Clouds seen circling supermassive black holes. (Press-News.org) Astronomers see huge clouds of gas orbiting supermassive black holes at the centers of galaxies.
Once thought to be a relatively uniform, fog-like ring, the accreting matter instead forms clumps dense enough to intermittently dim the intense radiation blazing forth as these enormous objects condense and consume matter, they report in a paper to be published in the Monthly Notices of the Royal Astronomical Society, available online now. Video depicting the swirling clouds is posted to YouTube Evidence for the clouds comes from records collected over 16 years by NASA's Rossi X-ray Timing Explorer, a satellite in low-earth orbit equipped with instruments that measured variations in X-ray sources.
Those sources include active galactic nuclei, brilliantly luminous objects powered by supermassive black holes as they gather and condense huge quantities of dust and gas. Computer chips keep getting faster because transistors keep getting smaller. Life is full of decisions. Astronomy & time. Astronomy & time. Zodiac Man: Man as Microcosm in the Medieval Worldview [Homo Signorum; Medieval Medicine and Astrology; Microcosmic Man] Zodiac Man; or, Homo signorum, c1486.Zodiac Man: Man as Microcosm.
Encyclopedia: Medieval Cosmology and Worldview. Medieval cosmology was centered around the concept of the Ptolemaic universe, named after Greek astronomer Ptolemy (ca. 150 CE).
In this geocentric (earth-centered) model, the earth was the motionless center of the universe, with the rest of the universe revolving around it in spheres. Ptolemy's work was based on Aristotle's (384-322 BCE) idea of an ordered universe, divided into the sublunary, or earthly, region which was changeable and corruptible, and the heavenly region, which was immutable and perfect. Aristotle posited that the heavens contained 55 spheres, with the Primum Mobile, "Prime Mover" or "First Moveable", giving motion to all the spheres within it. Centermost in this cosmology was the Earth. The sublunary sphere was comprised of the four elements (earth, water, fire, and air). Ana Montiel - Here / Now: Solstices, Eclipses and Vintage Astronomy. I'm pretty excited about today's Winter solstice, full moon and total eclipse...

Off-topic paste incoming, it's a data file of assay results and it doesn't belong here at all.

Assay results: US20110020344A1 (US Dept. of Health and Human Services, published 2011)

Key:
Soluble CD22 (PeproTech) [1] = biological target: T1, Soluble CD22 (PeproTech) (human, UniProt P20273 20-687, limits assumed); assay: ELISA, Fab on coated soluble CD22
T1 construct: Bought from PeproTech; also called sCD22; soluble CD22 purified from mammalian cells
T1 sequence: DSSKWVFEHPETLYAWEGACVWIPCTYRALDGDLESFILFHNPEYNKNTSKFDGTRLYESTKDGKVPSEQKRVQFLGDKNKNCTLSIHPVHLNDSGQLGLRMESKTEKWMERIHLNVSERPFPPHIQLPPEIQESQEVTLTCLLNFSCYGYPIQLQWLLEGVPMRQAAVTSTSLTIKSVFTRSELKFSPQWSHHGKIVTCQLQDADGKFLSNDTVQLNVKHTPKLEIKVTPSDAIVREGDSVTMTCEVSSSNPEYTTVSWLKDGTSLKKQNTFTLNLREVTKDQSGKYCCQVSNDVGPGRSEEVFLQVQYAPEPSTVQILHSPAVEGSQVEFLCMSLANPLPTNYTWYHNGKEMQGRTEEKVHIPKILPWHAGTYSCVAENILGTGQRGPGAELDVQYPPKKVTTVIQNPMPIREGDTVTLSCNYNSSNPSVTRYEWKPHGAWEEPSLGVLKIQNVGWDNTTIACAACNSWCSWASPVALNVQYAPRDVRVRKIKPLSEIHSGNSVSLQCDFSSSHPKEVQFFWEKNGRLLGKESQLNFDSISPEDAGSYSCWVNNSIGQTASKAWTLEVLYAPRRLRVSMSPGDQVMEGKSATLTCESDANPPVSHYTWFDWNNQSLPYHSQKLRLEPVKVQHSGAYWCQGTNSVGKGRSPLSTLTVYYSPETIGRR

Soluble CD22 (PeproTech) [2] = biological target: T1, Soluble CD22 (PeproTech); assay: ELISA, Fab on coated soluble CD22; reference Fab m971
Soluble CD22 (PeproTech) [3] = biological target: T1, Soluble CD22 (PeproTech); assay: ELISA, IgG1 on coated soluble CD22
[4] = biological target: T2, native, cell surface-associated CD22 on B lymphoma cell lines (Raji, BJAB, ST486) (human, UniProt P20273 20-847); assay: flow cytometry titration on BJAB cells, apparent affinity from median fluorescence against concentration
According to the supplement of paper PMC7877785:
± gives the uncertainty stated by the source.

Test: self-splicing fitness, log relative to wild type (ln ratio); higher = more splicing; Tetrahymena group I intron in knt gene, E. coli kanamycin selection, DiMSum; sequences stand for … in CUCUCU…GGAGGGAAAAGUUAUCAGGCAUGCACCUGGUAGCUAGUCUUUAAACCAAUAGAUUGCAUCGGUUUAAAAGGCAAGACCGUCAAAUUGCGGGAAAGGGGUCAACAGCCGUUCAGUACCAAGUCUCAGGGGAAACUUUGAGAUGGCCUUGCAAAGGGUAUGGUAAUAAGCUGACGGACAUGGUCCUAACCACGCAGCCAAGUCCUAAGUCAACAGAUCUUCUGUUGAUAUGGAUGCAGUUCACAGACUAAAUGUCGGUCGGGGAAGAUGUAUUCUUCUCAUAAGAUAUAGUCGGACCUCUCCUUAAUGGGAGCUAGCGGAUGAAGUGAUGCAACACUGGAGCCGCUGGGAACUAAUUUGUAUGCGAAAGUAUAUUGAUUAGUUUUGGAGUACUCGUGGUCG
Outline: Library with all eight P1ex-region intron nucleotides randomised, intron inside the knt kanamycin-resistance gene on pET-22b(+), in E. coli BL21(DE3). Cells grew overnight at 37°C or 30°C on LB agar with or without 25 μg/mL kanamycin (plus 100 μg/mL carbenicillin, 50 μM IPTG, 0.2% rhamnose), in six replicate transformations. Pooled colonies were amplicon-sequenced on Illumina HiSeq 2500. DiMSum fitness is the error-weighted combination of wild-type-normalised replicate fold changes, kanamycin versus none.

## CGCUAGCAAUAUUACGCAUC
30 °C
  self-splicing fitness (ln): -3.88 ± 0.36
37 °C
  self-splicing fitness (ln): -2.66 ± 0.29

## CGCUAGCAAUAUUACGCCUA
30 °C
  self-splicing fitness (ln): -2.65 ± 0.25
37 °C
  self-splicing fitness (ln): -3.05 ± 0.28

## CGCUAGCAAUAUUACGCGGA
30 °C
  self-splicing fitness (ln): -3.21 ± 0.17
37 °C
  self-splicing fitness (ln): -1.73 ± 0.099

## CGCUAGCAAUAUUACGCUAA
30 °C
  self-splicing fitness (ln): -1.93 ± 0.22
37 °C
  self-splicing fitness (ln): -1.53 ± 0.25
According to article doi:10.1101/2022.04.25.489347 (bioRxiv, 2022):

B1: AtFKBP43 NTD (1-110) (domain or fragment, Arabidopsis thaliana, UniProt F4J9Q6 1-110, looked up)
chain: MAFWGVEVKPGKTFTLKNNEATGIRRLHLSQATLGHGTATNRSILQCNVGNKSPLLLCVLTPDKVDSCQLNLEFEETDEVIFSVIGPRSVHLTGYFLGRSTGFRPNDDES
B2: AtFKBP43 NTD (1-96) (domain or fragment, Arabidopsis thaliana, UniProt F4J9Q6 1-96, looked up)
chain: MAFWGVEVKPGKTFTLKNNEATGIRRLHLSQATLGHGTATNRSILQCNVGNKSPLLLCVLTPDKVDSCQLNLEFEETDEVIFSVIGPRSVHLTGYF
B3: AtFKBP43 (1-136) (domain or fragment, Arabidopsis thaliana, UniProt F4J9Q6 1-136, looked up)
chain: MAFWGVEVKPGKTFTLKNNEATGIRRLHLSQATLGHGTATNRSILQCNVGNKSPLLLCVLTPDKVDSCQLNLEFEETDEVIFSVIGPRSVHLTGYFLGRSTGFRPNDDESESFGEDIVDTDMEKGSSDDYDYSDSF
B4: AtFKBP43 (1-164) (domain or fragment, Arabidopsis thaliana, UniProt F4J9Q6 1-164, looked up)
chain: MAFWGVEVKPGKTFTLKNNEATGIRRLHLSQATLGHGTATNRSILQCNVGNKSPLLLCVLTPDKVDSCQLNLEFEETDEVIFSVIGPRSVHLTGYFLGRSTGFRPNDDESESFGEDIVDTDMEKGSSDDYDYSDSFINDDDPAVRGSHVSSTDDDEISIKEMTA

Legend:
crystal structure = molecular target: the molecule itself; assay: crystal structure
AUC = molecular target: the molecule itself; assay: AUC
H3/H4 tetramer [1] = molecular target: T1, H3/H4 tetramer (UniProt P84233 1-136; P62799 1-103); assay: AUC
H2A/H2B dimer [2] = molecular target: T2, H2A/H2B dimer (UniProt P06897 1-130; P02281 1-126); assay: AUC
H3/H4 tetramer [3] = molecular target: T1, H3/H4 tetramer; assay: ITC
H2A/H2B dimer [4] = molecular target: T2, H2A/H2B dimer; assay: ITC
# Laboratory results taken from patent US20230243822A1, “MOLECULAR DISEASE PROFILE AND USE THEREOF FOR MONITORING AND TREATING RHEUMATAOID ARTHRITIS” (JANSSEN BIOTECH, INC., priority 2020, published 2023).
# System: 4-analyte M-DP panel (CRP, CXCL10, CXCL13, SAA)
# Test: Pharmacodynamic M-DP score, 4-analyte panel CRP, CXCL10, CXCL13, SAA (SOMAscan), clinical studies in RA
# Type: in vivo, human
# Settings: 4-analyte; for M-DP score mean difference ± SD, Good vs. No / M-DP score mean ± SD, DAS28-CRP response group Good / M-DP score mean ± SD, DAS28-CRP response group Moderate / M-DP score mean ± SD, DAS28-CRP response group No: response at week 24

We'll be celebrating that the days will be longer little by little from now on :) Estoy emocionada con el solsticio de invierno de hoy que coincide con luna llena y eclipse total de luna. Celebraremos que los días cada vez irán siendo más largos poco a poco y que el calorcito irá llegando :) Las fotos de este post las he tomado prestadas del grupo de Flickr "Vintage Science".
UH AllSky Cameras - Latest Image (Hemel) View All Reports of Aurora Observations. 1977Metic..12...21N Page 21. The Star of Bethlehem: An Astronomer's View - Mark R. Kidger. Astronomical Enigmas: Life on Mars, the Star of Bethlehem, and Other Milky ... - Mark Kidger. What the monks really saw. Comet impact?
The bright-rayed moon crater Giordano Bruno. Wham! You're peacefully enjoying a lovely view of a thin crescent low in the western sky with a few mates on a summer evening, and suddenly, something totally unexpected happens to the moon. The Mysterious Case of Crater Giordano Bruno. A band of 12th century sky watchers saw something big hit the Moon 800 years ago.
Or did they? A new study suggests the event was a meteoritic trick of the eye. Listen to this story (requires RealPlayer) April 26, 2001 -- Imagine the shock and amazement of five people who, in 1178 A.D., spied what appeared to be "fire, hot coals, and sparks" bursting forth from the Moon! Apparently something (and it was big) must have hit Earth's satellite. What was it they saw? Above: Some scientists have suggested that the heavenly spectacle witnessed by five people in 1178 A.D. was the impact that created the lunar crater Giordano Bruno, visible in this picture as the bright white spot in the upper left. Such an impact would have triggered a blizzard-like, week-long meteor storm on Earth -- yet there are no accounts of such a storm in any known historical record, including the European, Chinese, Arabic, Japanese and Korean astronomical archives.
Web Links. Canterbury monks witness creation of moon crater. Mathematical Model Of Medieval Cosmology Produces The Same Conundrums Modern Cosmologists Face — The Physics arXiv Blog. Robert Grosseteste was an English philosopher, theologian and statesman during the early 13th century.
He is also thought of by some scholars as the first truly scientific thinker and an important contributor to the development of the scientific method. The reason for this high praise is Grosseteste’s treatise on light, De Luce, which he probably wrote around 1225. In it, he describes a cosmological model in which the universe begins with an explosion of light from which matter condenses. The entire universe then forms in nine nested spheres as a result of the coupling between matter and light. The similarities between Grosseteste’s model and today’s ideas about cosmology are one reason he is so admired. It certainly true that modern cosmologies aren’t so different in some ways from Grosseteste’s.
But they also have a powerful additional tool at their disposal: mathematics. The expansion eventually stops when matter reaches a minimum density. Stonehenge - Wiltshire, England.